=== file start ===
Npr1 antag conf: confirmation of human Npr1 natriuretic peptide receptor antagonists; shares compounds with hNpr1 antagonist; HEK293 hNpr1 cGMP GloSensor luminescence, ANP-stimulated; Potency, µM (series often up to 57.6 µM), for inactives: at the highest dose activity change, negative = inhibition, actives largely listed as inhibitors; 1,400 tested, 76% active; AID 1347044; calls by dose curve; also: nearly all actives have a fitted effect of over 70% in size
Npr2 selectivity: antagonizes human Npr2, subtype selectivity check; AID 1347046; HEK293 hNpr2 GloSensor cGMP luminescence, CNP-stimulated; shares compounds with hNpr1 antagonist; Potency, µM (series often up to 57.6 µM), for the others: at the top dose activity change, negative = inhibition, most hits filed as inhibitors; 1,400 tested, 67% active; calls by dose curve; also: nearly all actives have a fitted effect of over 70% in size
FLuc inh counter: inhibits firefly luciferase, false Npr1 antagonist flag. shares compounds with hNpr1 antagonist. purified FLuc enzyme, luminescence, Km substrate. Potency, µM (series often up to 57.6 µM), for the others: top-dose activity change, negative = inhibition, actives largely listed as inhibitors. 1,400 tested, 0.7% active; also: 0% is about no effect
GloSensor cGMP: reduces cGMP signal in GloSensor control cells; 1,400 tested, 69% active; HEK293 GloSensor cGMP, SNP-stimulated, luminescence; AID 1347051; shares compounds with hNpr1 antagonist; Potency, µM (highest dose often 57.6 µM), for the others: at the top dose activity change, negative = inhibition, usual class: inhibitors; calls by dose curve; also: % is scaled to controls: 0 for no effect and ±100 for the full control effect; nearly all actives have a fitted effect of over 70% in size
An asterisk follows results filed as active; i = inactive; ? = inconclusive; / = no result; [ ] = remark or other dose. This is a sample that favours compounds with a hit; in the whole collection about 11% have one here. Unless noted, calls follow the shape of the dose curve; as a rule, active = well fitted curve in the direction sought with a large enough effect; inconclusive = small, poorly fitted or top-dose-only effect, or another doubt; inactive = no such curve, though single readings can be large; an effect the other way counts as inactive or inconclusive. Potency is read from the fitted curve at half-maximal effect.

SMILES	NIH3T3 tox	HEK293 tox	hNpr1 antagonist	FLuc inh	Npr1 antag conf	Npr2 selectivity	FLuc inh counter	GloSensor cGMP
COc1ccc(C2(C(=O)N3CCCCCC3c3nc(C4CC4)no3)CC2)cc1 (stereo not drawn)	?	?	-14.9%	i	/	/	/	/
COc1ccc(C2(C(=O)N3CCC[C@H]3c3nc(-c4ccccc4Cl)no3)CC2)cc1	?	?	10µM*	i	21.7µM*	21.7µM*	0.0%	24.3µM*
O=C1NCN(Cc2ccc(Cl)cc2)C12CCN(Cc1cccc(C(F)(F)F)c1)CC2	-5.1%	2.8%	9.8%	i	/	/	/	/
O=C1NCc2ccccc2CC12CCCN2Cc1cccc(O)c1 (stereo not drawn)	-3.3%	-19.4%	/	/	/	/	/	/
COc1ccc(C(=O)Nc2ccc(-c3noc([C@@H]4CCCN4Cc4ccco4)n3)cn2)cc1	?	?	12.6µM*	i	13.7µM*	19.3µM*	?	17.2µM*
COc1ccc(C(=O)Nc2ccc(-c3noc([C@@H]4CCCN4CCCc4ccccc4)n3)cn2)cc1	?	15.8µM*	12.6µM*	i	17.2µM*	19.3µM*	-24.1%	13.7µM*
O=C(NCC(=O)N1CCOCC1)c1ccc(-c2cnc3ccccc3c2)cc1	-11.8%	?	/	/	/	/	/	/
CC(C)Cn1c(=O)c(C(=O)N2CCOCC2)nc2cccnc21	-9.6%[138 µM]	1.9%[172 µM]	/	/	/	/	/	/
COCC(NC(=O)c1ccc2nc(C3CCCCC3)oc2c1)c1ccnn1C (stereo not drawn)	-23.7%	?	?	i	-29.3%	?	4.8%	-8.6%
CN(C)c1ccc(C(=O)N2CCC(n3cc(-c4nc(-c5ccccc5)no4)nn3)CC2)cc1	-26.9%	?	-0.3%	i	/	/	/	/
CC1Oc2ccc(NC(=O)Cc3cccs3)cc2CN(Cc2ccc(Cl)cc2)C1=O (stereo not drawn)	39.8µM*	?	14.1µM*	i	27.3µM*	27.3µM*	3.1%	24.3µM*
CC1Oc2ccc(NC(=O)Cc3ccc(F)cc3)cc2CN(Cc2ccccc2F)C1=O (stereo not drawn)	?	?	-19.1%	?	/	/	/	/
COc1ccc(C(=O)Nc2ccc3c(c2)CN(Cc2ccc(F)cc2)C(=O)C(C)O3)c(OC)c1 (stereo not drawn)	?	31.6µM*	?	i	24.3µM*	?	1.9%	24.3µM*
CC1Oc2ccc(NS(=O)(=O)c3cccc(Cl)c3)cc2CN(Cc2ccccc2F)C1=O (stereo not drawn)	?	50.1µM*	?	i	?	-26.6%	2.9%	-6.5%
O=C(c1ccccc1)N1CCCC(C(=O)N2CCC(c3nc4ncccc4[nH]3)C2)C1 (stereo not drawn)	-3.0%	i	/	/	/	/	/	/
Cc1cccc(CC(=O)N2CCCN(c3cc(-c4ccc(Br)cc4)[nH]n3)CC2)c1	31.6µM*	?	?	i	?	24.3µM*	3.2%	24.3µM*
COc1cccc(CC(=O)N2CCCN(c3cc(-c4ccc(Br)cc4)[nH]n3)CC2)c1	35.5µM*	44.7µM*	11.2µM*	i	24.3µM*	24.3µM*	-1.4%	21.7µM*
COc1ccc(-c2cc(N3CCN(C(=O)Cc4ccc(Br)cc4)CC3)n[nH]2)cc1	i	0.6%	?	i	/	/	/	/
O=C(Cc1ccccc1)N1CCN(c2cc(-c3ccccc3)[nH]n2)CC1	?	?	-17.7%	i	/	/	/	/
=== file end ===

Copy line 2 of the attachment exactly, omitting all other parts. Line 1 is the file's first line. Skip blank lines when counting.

Npr2 selectivity: antagonizes human Npr2, subtype selectivity check; AID 1347046; HEK293 hNpr2 GloSensor cGMP luminescence, CNP-stimulated; shares compounds with hNpr1 antagonist; Potency, µM (series often up to 57.6 µM), for the others: at the top dose activity change, negative = inhibition, most hits filed as inhibitors; 1,400 tested, 67% active; calls by dose curve; also: nearly all actives have a fitted effect of over 70% in size